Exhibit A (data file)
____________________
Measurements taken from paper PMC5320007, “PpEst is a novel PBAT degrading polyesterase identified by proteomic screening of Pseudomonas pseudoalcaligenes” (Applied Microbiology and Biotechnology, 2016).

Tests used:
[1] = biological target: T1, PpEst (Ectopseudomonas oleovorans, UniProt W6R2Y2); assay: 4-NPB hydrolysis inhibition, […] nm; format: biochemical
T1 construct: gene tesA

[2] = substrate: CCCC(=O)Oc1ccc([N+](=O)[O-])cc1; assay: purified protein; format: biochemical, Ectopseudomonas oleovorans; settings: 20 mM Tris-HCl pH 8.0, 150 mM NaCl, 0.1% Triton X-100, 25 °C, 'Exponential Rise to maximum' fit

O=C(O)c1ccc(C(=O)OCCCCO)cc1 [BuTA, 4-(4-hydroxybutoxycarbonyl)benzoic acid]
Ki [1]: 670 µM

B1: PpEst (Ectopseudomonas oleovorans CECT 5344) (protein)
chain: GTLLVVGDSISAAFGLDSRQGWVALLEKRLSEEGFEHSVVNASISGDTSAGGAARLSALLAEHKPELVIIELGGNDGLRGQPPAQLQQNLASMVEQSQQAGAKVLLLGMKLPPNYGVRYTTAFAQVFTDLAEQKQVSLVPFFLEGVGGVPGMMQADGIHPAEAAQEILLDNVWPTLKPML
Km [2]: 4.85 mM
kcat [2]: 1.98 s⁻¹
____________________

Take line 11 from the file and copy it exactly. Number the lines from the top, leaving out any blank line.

kcat [2]: 1.98 s⁻¹